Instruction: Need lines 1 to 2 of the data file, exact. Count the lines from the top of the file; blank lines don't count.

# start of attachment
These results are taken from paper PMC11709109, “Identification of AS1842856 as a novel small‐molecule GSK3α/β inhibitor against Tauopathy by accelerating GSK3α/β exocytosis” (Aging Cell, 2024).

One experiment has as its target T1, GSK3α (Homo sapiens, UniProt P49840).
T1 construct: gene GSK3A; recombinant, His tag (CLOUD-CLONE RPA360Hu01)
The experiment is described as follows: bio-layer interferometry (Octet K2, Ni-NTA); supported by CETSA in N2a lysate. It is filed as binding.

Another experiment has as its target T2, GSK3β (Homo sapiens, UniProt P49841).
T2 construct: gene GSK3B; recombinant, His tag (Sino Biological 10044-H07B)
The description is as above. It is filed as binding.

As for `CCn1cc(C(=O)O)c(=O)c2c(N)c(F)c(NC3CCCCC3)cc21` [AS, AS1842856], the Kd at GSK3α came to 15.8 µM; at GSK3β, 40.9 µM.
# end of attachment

These results are taken from paper PMC11709109, “Identification of AS1842856 as a novel small‐molecule GSK3α/β inhibitor against Tauopathy by accelerating GSK3α/β exocytosis” (Aging Cell, 2024).

One experiment has as its target T1, GSK3α (Homo sapiens, UniProt P49840).